What is an Allergy?
Allergies are an abnormal response of the immune system. It is an acquired potential for developing adverse reactions that are immunologically mediated to the substances that are mostly harmless to us. This substance (pollen, mould, animal dander for example)is called an allergen.
Atopy is the inheritance tendency to develop allergies.
Atopy increases your risk of developing allergic diseases, especially after allergen exposure.
The prevalence of asthma and rhinitis – two major forms of allergies – was one and 10 percent respectively in 1964 in the country. But, new data as per WAO (World Allergy Organization) shows that about 14 per cent people now have asthma, while over 20 per cent are suffering from allergic rhinitis (AR) which results from an IgE-mediated inflammation of the nasal mucosa. Currently, about 20 to 30 per cent of people in India are having one or more allergic diseases and their prevalence is rising dramatically, the WAO said.
How Allergy develops?
The Development of allergies involves IgE Antibodies. It is a two step process by which individual initially become sensitized to a substance.
During the early stage of sensitization, the individual develops significant amount of IgE antibodies against an inhaled, ingested or injected substance. Memory B cell also appear that are capable of immediately producing more of this specific antibodies when stimulated.
The second stage involves adherence of this newly formed IgE to circulating basophils or to the mast cell located in the skin, mucosal surfaces of gastrointestinal tract or respiratory system.
The new exposure simply added to the existing population so that there are millions of IgE molecule directed against different allergens, present on the surface of each mast cell and basophils.
This process of sensitization does not produce any symptoms that we equate with allergic disease.
The second step in the two step process of becoming allergic involves the re-exposure of a sensitized person to the same allergen. With exposure production symptoms may vary from mild for example sneezing to sudden death.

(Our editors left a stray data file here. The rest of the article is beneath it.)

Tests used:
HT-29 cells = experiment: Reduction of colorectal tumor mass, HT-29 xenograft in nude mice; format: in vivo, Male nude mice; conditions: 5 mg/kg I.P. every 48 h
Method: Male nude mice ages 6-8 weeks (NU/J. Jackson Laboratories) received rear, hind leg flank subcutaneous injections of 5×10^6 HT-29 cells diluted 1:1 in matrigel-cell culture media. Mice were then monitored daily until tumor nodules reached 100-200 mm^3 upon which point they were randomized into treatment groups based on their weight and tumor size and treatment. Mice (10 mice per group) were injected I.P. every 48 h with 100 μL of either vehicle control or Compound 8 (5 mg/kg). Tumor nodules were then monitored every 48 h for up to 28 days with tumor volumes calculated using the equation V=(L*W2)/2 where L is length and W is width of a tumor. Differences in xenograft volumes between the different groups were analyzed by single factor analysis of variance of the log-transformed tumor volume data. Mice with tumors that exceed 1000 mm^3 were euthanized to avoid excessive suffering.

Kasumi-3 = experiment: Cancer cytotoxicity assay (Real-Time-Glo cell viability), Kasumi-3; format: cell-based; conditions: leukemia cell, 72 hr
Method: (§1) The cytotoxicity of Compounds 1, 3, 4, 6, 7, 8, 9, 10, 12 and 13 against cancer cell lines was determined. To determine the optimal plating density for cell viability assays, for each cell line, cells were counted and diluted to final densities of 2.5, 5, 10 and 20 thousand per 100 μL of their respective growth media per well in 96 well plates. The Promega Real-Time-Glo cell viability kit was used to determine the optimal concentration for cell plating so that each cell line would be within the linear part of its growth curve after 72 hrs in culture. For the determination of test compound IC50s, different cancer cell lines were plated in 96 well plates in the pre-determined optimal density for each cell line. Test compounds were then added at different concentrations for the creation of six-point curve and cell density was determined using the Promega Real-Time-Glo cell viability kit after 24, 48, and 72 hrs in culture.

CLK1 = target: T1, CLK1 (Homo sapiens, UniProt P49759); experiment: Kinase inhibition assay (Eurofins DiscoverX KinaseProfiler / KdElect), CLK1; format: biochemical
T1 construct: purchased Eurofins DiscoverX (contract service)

What Are the Symptoms of an Allergic Reaction?
Common symptoms of an allergic reaction to inhaled or skin allergens include:
- Itchy, watery eyes
- Itchy, runny nose
- Feeling tired or ill
- Hives (a rash with raised red patches)
What are the types of Allergies?
Allergy related diseases can be classified based on the target organ involvement. Some common types are mentioned below.
- Nose – allergic rhinitis
- Lungs -Asthma
- Skin -Dermatitis
- Eye -Conjunctivitis
- Gut -Food allergy
- Ear –otitis media
What are the Risk factors for Allergy?
- Family history of allergies
- Serum IgE>100 IU/ml before age of 6 years
- Animal contact
- Dust mite exposure
- Passive smoking
- Small family size
- Early use of antibiotics
- Western life style
Genetics of Allergy
- If one parent is atopic >= 50 % risk
- If both parents are atopic >=66 % risk
- No family history < 20%
*Exact mode of genetic transmission is still not known but the positive family history is the single most important factor to predict the development of allergies.
How Allergy is Diagnosed?
Physical examination is also done to confirm the diagnosis.
Allergy Skin testing
Allergy skin test is confirmatory, highly sensitive, reproducible, rapid and cost effective method to screen existing IgE sensitivities that may be responsible for clinical symptoms.
- Skin surface is cleaned with alcohol and dry naturally
- Marking is done on the area of skin test site with pen
- Then application of a small drop of antigen on the site
- A sharp instrument (lancet, hypodermic needle) is passed through the drop, skin is gently lifted, and creating a small break through which extract penetrates.
- Interpretation is done after 20 minutes
Factors affecting Skin Test
- Age-infancy or old age
- Sex -no difference
- Race-wheeling more in blacks
- Circadian rhythm peak in late evening
- Seasonal variation pollen allergy
- Skin condition-skin eczema
- Other condition-diabetic neuropathy
*Skin test can be performed even at one month of age
Prerequisites for Skin Testing
Antihistamine for example cetrizine, loratidine, fexofenadine should be stopped at least 5 to 7 days before the testing.
Tricyclic anti depressant (doxepine) and atypical antipsychotic drugs (ex. risperidone, olanzapine, and ziprasidone) should be tapered down, if required, at least a week before the testing.
Beta blockers should be stopped in all instances 24 hour before the testing